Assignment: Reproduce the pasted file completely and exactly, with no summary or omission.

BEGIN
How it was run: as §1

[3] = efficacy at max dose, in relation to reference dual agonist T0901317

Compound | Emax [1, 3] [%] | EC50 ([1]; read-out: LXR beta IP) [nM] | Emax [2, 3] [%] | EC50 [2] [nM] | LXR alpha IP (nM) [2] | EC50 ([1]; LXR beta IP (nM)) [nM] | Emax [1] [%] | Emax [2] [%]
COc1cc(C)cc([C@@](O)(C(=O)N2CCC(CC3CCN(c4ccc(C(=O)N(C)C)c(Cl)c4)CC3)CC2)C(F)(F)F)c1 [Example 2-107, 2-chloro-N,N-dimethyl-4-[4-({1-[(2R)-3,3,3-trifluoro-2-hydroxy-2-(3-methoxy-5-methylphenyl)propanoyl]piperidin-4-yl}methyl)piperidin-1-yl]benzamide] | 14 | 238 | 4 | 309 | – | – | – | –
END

How it was run: as §1

[3] = efficacy at max dose, in relation to reference dual agonist T0901317

Compound | Emax [1, 3] [%] | EC50 ([1]; read-out: LXR beta IP) [nM] | Emax [2, 3] [%] | EC50 [2] [nM] | LXR alpha IP (nM) [2] | EC50 ([1]; LXR beta IP (nM)) [nM] | Emax [1] [%] | Emax [2] [%]
COc1cc(C)cc([C@@](O)(C(=O)N2CCC(CC3CCN(c4ccc(C(=O)N(C)C)c(Cl)c4)CC3)CC2)C(F)(F)F)c1 [Example 2-107, 2-chloro-N,N-dimethyl-4-[4-({1-[(2R)-3,3,3-trifluoro-2-hydroxy-2-(3-methoxy-5-methylphenyl)propanoyl]piperidin-4-yl}methyl)piperidin-1-yl]benzamide] | 14 | 238 | 4 | 309 | – | – | – | –